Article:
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What is a Trauma Informed Church?

What Is Trauma?

"Trauma is a person’s emotional response to a distressing experience. Few people can go through life without encountering some kind of trauma. Unlike ordinary hardships, traumatic events tend to be sudden and unpredictable, involve a serious threat to life—like bodily injury or death—and feel beyond a person’s control. Most important, events are traumatic to the degree that they undermine a person's sense of safety in the world and create a sense that catastrophe could strike at any time. Parental loss in childhood, auto accidents, physical violence, sexual assault, military combat experiences, the unexpected loss of a loved one are commonly traumatic events." - Psychology Today


What is Trauma-Informed?

SAMHSA (Substance Abuse and Mental Health Services Administration) defines any setting as 'trauma-informed' if the people there realize how widespread trauma is, recognize signs and symptoms, respond by integrating knowledge into practice, and resist doing further harm. SAMHSA further identifies six principals of trauma-informed approaches: Safety, Trustworthiness, Empowerment, Collaboration, Peer Support, and Values and Supports Diversity in History and Culture. 


Here at The LabOratory Church we align with these principals, and fully recognize that there is widespread trauma in our culture from individual abuse such as childhood adverse experiences, domestic abuse, and sexual violence, to systemic and societal abuse stemming from racism, sexism, ableism, homo/transphobia, etc., and that many of these toxic -isms grow out of a culture that promotes scarcity, individualism, and competition.  


In order to heal from trauma, there are the two stages that deal with individual healing, and a third stage that deals with healing in relationship with others. While individual therapy is absolutely necessary to help with the first two stages of healing from trauma, we believe the church has the responsibility to walk alongside the therapy process in order to facilitate and encourage the third stage of healing, which is relational healing (Please see Dr. Judith Herman's book Trauma and Recovery  for more information on these stages). As such we practice healthy personal and relational values that allow for safety in being authentically oneself (please see our Statement of Values), and room to work out interpersonal challenges as they arise. We intentionally name that we practice these principals and values, as we have learned through our own experiences of trauma, that the healing journey is messy and has many ups and downs, progress and set-backs. We are inspired by the biblical commandment: Love Our Neighbors As Ourselves!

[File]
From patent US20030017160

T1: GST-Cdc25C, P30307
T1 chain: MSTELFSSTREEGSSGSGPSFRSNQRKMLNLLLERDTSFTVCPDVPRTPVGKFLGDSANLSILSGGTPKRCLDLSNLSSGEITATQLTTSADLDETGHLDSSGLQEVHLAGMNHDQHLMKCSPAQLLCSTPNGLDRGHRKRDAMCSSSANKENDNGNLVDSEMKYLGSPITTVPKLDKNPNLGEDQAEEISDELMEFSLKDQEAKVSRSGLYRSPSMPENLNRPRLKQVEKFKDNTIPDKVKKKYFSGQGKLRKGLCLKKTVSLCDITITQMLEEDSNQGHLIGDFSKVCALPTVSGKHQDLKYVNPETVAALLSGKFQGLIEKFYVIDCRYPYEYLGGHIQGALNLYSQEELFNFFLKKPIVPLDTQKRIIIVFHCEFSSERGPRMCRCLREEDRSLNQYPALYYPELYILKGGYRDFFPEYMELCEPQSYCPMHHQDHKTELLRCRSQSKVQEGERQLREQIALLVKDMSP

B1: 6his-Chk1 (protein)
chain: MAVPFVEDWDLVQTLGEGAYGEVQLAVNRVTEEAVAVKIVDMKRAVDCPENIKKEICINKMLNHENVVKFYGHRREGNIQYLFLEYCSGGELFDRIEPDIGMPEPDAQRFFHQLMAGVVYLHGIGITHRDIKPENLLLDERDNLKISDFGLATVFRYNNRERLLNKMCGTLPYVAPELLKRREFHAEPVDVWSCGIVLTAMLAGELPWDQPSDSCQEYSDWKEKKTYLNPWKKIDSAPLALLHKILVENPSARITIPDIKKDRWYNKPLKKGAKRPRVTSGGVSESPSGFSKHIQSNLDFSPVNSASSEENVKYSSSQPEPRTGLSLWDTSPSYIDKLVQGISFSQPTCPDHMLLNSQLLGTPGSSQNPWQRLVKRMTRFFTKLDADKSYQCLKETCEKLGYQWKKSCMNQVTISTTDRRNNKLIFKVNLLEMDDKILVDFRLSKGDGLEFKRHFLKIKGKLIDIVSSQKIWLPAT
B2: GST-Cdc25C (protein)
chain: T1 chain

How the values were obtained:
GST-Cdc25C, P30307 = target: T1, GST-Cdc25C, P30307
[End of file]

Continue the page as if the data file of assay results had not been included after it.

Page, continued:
Statement on Safety

Safety is a relational container and it goes back and forth between people, so while we cannot ever guarantee a 100% safe space for all people, all the time, what we can do is provide guidelines and presence to talk about safety issues as they arise. We give general content warnings, but with the knowledge that sometimes people get triggered by things that are inexplicable (ACE stuff, expressions, tone of voice, looks). We cannot promise that you will never be triggered, yet we also promise that we are here to process it if/when you are. The reality is that safe spaces should be called brave spaces, because it takes all of us to participate in the safety for it to exist. It means we all need to be doing our personal work alongside our community work, and we need to ask for what we need, and also acknowledge that not all needs can be met by this community. Some issues will require outside referrals and/or additional time and learning. This goes back to our values, we need to be honest in our communications and desires and our own stuff, and we need to be brave and vulnerable and understanding that we all have troubles and things that we navigate in relationship with others, and varying external and internal factors. The responsibility of being a healing community lies on each and every one of us, not just on church leadership. Brave community happens when we choose love over fear, honest communication over hiding or suppressing issues, and hold compassion that leaves room for grace and growth, mistakes and learning. 

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